On Monday, we heard from Jenica Rosen who raises important questions about the Non GMO Project. Jenica asks us to look into the companies that are supporting this initiative and consider their motives for doing so. Encouraging us to “follow the money,” she urges shoppers to dig deeper into any certification or labeling system and then make their own decisions about the products and the companies they support with their consumer dollars. Today, we hear from another Equal Exchange Sales Representative, Ellen Mickle, also based in our Portland, Oregon office. In her post below, Ellen reminds us that organic products cannot be certified as such if they contain GMO ingredients. Given this “gold” standard, she asks what, if any, value the Non-GMO labeling project adds in the market place. More concerning, Ellen questions whether the ever-increasingly ubiquitous butterfly seal might not be undermining the organic certification system, as well as attempts to enact legislation which would require mandatory labeling of foods containing GMOS (rather than voluntary labeling of those which do NOT contain GMOS). Finally, Ellen reminds us that many of the products which are showing up with the butterfly seal are on products for which there are actually NO GMO alternatives.
Voluntary Non-GMO Labeling: A Party Worth Joining?
Nowadays you can get your day started with Non-GMO Project Verified eggs, wheat toast and coffee – making it seem like industry, regulators, and consumers have united to carve out a brave new world in terms of our daily food choices. The only snag is; that world already existed. It’s called Organic, and this relatively new, voluntary Non-GMO Project Verified seal may be inadvertently undermining Organic, as well as attempts to enact legislation requiring mandatory labeling of foods containing GMOs.
Consumer trepidation about consuming genetically modified organisms (GMOs), or “an organism that has been changed by injecting it with genetic material from another species” is at an all-time high, with 93% of consumers wanting the federal government to make GMO labeling mandatory. Commercial production and sale of GMOs in the U.S. began with a short-lived and much maligned “flavr savr tomato” in 1994, and currently nearly 75% of processed foods on supermarket shelves contain GMOs, mainly via the “big four” processed food superstars: corn, sugar beets, soy and canola. Consumers’ concerns about GMOs range from personal health to environmental pollution. Public concern is bolstered by a growing body of evidence that the technology is falling short of its promises, as weeds and pests evolve resistance to the crops that were engineered to out-compete with them.
How did we get here? In contrast to the European Union, with member nations among the 65 countries requiring mandatory labeling of GMOs, the U.S.’s regulatory agencies overseeing the safety of GMOs (FDA, USDA, and EPA) do not employ the precautionary principle toward GMO regulation, which in environmental law has authorized regulators to “assess risk rather than wait for proof or actual harm.” In my estimation this is largely due to the FDA’s decision that flavr savr tomatoes required no testing or labeling because they’re “substantially equivalent” to Non-GMO tomatoes.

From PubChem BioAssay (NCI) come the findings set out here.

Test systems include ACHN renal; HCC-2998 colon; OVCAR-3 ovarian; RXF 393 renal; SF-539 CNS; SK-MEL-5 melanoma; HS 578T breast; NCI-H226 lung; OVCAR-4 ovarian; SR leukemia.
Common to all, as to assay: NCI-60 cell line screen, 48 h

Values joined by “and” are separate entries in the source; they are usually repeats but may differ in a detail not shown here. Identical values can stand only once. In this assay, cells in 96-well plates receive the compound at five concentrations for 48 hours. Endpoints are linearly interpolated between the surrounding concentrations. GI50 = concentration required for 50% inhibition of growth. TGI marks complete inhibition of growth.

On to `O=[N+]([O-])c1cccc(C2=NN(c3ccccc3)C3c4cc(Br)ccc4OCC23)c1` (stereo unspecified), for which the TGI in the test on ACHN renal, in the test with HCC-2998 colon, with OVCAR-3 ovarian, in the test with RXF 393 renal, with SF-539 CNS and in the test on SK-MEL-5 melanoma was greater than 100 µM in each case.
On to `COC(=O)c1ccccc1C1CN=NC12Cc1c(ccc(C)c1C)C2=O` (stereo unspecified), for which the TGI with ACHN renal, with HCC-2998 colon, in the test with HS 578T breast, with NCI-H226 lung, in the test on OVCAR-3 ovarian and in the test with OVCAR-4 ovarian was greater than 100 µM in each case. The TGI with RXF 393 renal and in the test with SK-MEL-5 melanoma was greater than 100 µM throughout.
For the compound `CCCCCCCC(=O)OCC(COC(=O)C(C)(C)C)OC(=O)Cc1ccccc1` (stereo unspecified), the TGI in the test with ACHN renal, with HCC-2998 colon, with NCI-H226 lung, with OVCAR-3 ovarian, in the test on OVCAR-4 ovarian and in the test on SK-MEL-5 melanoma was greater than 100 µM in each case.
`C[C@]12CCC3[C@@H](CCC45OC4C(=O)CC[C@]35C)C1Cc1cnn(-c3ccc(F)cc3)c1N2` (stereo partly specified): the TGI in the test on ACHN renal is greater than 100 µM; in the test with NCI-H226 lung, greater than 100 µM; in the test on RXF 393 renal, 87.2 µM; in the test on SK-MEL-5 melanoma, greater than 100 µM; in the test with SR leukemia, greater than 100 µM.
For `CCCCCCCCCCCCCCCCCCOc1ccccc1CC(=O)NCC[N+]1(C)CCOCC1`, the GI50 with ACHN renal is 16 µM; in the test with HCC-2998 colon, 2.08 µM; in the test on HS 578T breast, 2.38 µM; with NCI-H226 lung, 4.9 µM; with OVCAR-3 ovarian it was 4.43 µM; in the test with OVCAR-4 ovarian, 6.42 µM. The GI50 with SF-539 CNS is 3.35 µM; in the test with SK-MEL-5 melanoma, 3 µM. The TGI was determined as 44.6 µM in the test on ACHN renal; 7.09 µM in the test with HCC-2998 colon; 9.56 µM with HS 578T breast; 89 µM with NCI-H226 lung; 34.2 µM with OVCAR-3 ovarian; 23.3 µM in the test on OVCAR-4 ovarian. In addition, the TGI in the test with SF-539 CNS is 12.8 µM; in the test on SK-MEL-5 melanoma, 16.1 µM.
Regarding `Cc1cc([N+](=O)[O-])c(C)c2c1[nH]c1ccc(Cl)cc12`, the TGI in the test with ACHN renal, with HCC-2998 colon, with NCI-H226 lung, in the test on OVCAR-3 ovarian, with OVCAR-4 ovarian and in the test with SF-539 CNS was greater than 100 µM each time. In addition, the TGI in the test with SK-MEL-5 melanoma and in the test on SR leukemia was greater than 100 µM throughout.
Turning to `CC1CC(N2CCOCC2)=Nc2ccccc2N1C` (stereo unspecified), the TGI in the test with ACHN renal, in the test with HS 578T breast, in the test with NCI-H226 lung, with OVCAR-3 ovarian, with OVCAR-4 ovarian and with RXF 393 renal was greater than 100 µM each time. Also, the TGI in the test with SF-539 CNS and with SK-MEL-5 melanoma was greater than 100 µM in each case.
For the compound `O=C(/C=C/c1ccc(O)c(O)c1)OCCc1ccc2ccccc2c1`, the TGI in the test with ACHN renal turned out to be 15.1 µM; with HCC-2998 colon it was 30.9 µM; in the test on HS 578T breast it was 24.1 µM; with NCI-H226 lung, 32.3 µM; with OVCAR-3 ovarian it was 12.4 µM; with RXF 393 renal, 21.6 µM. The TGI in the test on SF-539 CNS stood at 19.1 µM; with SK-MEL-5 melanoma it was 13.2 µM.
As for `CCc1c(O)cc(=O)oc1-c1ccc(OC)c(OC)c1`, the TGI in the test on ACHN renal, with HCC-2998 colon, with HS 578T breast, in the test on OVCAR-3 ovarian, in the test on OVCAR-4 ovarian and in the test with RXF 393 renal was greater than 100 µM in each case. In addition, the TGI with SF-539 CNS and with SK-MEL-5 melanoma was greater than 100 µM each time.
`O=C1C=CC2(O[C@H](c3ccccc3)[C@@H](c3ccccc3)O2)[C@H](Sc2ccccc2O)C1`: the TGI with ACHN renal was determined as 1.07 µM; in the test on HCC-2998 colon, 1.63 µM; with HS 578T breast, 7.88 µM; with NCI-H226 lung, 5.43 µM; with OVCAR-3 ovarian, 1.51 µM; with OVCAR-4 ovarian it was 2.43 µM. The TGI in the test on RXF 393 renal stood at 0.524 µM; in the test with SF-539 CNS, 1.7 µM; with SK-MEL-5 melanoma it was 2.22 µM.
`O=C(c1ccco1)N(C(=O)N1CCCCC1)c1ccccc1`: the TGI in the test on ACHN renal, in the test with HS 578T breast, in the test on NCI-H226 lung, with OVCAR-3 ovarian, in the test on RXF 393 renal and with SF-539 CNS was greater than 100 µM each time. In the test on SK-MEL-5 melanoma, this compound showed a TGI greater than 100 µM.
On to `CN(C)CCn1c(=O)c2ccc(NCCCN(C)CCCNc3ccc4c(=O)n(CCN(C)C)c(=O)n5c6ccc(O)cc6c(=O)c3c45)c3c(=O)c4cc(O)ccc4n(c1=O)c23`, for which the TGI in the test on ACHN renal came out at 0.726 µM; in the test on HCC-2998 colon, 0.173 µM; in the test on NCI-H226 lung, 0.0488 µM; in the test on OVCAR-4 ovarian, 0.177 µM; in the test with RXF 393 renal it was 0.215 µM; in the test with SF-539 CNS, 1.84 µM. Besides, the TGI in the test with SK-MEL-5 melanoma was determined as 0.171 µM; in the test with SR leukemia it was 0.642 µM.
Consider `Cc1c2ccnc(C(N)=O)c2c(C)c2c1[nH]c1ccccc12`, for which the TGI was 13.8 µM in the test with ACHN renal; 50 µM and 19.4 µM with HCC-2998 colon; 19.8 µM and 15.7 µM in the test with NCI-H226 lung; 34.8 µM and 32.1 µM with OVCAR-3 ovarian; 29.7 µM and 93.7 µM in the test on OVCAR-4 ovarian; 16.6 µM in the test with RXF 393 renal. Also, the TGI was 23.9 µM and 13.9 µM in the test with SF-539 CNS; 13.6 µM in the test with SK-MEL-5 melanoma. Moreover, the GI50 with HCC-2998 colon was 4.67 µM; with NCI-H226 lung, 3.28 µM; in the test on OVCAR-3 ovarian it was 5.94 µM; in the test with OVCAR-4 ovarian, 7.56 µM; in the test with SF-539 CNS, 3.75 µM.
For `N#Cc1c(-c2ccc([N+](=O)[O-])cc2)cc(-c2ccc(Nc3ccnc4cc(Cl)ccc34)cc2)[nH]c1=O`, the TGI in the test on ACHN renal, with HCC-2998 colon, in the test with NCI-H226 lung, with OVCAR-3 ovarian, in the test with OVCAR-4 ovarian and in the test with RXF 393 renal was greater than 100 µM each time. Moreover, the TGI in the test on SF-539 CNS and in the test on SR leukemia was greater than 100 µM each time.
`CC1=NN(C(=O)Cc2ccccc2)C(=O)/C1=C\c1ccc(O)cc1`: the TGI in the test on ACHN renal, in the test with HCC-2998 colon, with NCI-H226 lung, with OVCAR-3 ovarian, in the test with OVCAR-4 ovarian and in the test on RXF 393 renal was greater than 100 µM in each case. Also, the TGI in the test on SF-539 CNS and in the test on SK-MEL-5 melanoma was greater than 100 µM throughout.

There are myriad political, historical, and cultural factors behind why the U.S.’s path to regulating this technology differs from many developed countries. However, one cannot ignore the impact of the famous “revolving door” between regulators and industry. For example, Michael Taylor, current FDA Deputy Commissioner for Foods, also worked in FDA policy at the time the substantial equivalence policy set the groundwork for GMO regulation. Taylor then went on to work for Monsanto and a Monsanto-representing law firm in the intervening years before he returned to the FDA as Deputy Commissioner for Foods.
So, in true American fashion, we take to the market to effect change and vote with our forks — when we’re not voting with our votes (lowest voter turnout since WWII, with two states’ mandatory labeling propositions on the ballot). The Non-GMO Project, a non-profit founded in 2005 that is “committed to preserving and building the non-GMO food supply, educating consumers, and providing verified non-GMO choices” began as a consumer-driven letter-writing campaign to food manufacturers to determine the “GMO status of products.” It’s unclear to me why these consumers didn’t throw their weight behind supporting Organic from the beginning instead of creating a “cheaper alternative to organic.” Most troubling to me is the preponderance of Non-GMO verified products that have no GMO counterpart in the marketplace (that coffee, egg, toast breakfast for instance), and also that opponents to mandatory labeling have used it as a defense, a la the “Portland Mercury” urging voters to strike down Prop 92 because, “if you really, really care about how your food’s produced, there are already labels for you.”
The Organic Trade Association (OTA) reminds us that we already have a gold standard of Non-GMO; “the USDA National Organic Standards prohibit the use of GMOs in all label categories (“100% Organic,” “Organic,” and “made with organic ingredients.)” As we contemplate whether or not to pursue this label at our company we should account for whether it serves a need and serves our mission, and if not, should we put our energy towards educating ourselves and consumers about the continued relevance and importance of what we already have?